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Hazards of the Job: good listening and mental health – Kluwer Mediation Blog

To the extent that a mediator’s job involves listening to people complain and engage in negative behaviour, mediators face a serious mental health hazard.

Research shows that listening to ongoing negativity impairs the brain function of the listener. Yes! Listening can be bad for you if you have a whinging party in the room, and it’s even worse if you have two or more.

Trevor Blake writes about this phenomenon in his book, Three Simple Steps: A Map to Success in Business and Life. While Blake is not specifically thinking about mediators, the potential implications for the mental health of mediation professionals is alarming.

Apparently being exposed to too much complaining can have a dumbing down effect. Exposure to 30 minutes or more of complaining destroys neurons in the brain’s hippocampus – a part of the brain that is used in problem-solving and decision-making. In other words, our capacity for problem-solving decreases the more we are exposed to complaining and conflict. Yet, as mediators, our job is to listen to exactly this type of non-productive negative blah blah in order to support parties to make a shift towards positive problem-solving. Could it be that while we are enhancing their capacity for problem-solving, we are decreasing ours? What sort of impact could this potentially have on our mediation style and even our professional abilities over time?

You may laugh. Yes, perhaps it’s seems an unlikely scenario now. But science is moving much faster than most of us realize. As neuro-scientific findings become more accessible, there will be implications for all aspects of our professional and personal lives. Scientific findings such as these may even affect our professional indemnity insurance premiums.

So what can we as mediators do to inhibit the depletion of neurons by complaining parties and in doing so protect our problem-solving capacity? For it’s not exposure to conflict that is potentially detrimental to our brains but the lack of constructive engagement with it.

Here are three thoughts:
1. Introducing some distance between the mediator and the parties can be helpful. For example, factoring in breaks for our own mental health is important. Often we are so focussed on the parties that we forget about ourselves and our own ability to be influenced, especially on an unconscious level. So breaks, food, water, and fresh air – not just for the parties and their lawyers but also for mediators – are an essential component of designing the structure of mediation processes.

2. Move from ADR to ODR. Now some of you might be cleverly thinking that you can create some distance by introducing online aspects into your practice and placing the parties at the other end of a cyberlink. Yes, an interesting idea. Does it make a difference? Possibly … but probably not. The research shows that exposure to negativity via TV is just as bad.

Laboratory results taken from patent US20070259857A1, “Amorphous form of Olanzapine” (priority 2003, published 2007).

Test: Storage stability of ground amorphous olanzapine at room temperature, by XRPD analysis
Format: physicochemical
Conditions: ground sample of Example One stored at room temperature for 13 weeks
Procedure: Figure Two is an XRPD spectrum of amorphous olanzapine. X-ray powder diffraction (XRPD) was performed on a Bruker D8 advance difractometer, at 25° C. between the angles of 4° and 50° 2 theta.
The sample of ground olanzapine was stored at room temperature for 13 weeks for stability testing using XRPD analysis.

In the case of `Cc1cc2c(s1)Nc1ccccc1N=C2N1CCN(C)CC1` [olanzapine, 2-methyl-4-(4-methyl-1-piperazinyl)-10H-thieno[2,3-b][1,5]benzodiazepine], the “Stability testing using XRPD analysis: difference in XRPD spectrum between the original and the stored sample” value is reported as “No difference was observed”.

3. Charge more money for whinging clients. So even if your brain is the worse for wear, your wallet will be better off.

Now, that made you smile, right?

On that note, let me say thank you for staying tuned in 2015. Stay posted for exciting things in 2016 at the Kluwer Mediation Blog.

For original article, please click here.

Negotiation and Memory – Kluwer Mediation Blog

Is it true that as we get older, we tend to forget things more easily? Or is it that some things are just less important?

As negotiators and mediators, we often deal with complex layers of information that appear all too much for any one person to recall. So we enter the negotiation room burdened with our big folders or sporting our slim iPads laden with mega data containing all the information that we might possibly need. I wonder though, if we sometimes rely too much on the documents when we could be structuring and presenting information and issues in ways that would maximise the negotiation experience — for everyone.

Let’s start with an overview of memory. From my reading there seem to be three types of memory: immediate, short term and long term. Immediate memory can take in a massive amount of information, but only for a couple of seconds. Some of this information passes into short-term memory, which works as a kind of central processor for the brain. We can think of it as our working memory. Certain information from our short-term memory will eventually establish itself in our long-term memory.

Of course some male readers might be brave enough to suggest that much conflict would be prevented if information destined for a woman’s immediate memory remained there rather than finding its way into her long-term memory – but let’s not go there today. I want to focus on the short term memory and how we can make the most use of it in negotiation.

The capacity of our Short Term Memory has been the subject of significant neurological and psychological research over the last 60 years.

The first seminal study on Short Term Memory capacity was conducted by Millar (1956). He famously argued that our Short Term Memory can only hold 7 (+/– 2) pieces or ‘chunks’ of information at any given time, and so was coined the “Magical number 7” for Short Term Memory. While Millar’s was an early seminal study in the field, more recent research has expanded on these early findings. Recent studies continue to show that our Short Term Memories do have a limited capacity, and that ‘chunking’ is critical to the amount of information we can hold in in our Short Term Memory. So this means that information needs to be presented in chunks both verbally and visually with the aim that negotiators at the table will be able to recall the chunks, rather than the detail. (You can look up your suitably-chunked iPad for detail).